[The first movie of the /slash Filmfestival.*]
The Road is John Hillcoat‘s adaptation of Cormac McCarthy‘s book (which I’ve reviewed here). It stars Viggo Mortensen, Kodi Smit-McPhee, Charlize Theron, Robert Duvall and Guy Pearce.
A man (Viggo Mortensen) and a boy (Kodi Smit-McPhee) make their way through a post-apocalyptic landscape. All the plants and animals have died, it’s cold and dirty and they are hungry and all alone. But a promise the man made to his wife (Charlize Theron) keeps them going, trying to reach the coast.
The Road is a good movie with some faults. It lacks the claustrophobic intensity of the original but replaces them with great cinematography and generally good performances.
Viggo Mortensen does a great job. His performance is definitely Oscar-worthy (he’ll probably have to fight with Leonardo DiCaprio and Colin Firth to get it, though) and it’s beautiful to watch, especially when it comes to his interaction with Kodi Smit-McPhee. It’s no wonder then, that Kodi Smit-McPhee himself remains pretty colorless and is easily overlooked.
Robert Duvall is great as well. Charlize Theron has to struggle with the script that expanded her role without expanding on the character. And Guy Pearce has the misfortune of wearing dentals that would have better fitted a Sunday Morning Disney Movie and seems completely out of place.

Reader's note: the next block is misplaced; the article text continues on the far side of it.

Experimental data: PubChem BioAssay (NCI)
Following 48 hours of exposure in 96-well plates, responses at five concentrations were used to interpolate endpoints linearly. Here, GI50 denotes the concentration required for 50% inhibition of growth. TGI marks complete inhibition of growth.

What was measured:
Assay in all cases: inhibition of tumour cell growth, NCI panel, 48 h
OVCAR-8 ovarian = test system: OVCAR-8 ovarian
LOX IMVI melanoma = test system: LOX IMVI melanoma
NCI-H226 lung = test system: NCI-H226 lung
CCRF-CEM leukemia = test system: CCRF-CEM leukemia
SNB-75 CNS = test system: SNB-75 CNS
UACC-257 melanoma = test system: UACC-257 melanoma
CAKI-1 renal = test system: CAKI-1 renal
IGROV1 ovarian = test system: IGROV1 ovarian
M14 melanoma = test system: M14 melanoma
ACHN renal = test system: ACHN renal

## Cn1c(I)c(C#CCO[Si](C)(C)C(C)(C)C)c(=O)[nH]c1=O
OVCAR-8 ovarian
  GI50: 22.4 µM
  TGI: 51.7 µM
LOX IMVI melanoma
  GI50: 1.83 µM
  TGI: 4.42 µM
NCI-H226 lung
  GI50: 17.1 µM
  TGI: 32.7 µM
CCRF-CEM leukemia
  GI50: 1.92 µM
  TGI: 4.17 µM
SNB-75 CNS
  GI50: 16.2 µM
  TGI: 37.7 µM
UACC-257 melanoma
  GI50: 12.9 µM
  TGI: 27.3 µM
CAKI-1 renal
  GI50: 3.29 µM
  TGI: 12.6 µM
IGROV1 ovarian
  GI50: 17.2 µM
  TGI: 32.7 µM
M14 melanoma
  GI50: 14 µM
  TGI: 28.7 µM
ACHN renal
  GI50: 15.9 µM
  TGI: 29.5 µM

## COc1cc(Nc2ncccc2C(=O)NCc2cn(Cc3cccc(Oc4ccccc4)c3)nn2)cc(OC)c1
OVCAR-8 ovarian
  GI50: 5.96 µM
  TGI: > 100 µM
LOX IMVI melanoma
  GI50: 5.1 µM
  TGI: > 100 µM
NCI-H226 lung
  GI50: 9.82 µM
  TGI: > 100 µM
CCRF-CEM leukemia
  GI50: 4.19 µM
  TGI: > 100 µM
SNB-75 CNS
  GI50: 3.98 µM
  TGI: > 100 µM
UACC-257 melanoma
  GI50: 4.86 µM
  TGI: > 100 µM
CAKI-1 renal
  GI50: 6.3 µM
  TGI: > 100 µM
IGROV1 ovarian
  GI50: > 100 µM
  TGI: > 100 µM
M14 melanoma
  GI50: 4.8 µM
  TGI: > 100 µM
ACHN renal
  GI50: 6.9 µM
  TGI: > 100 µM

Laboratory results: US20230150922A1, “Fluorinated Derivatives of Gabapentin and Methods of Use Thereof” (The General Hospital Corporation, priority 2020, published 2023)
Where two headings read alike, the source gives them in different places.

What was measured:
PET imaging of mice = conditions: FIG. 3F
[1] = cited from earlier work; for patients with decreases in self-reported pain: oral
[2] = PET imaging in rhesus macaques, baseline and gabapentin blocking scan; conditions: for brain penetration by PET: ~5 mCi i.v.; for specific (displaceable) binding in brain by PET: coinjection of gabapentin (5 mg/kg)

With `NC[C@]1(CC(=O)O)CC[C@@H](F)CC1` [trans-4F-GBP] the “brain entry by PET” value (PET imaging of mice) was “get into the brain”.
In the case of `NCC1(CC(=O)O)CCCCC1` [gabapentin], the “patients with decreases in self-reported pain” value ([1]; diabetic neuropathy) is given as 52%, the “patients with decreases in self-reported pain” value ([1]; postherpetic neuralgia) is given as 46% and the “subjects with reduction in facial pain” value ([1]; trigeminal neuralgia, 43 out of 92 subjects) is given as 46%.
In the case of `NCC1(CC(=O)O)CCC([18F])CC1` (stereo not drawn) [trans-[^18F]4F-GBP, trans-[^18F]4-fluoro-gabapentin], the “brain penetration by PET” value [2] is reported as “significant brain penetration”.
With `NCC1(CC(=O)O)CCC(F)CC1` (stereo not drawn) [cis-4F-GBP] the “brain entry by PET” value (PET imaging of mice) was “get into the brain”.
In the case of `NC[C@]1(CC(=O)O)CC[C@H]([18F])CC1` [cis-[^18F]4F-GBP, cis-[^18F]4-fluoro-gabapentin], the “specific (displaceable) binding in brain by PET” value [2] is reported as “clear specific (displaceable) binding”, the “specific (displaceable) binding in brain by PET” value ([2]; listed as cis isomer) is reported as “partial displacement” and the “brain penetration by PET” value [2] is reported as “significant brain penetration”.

Where the book was a lyrical, claustrophobic exercise in despair (for once a book that deserves the “devastating” blurb), the movie goes for more sweeping gestures, building a bleak, rotting landscape and capturing it perfectly [another Oscar for Cinematography?]. But unfortunately, this also means that it seems to lack content.
Generally speaking, the movie achieves a more joyful** atmosphere than the book. Which doesn’t mean that you don’t want to slit your wrists after seeing the film, only that maybe you want to do it with a faint smile on your lips.
The soundtrack by Nick Cave and Warren Ellis is pretty good, albeit unconventional. But it fits the film.
Summarising, a good film with excellent parts, though the book is better.
*You should totally watch the awesome festival trailer. It’s French/German but if you just think “pretentious nonsense” everytime they talk French, you’ll be fine.
**Did I seriously manage to put the word “joyful” in a review of The Road?
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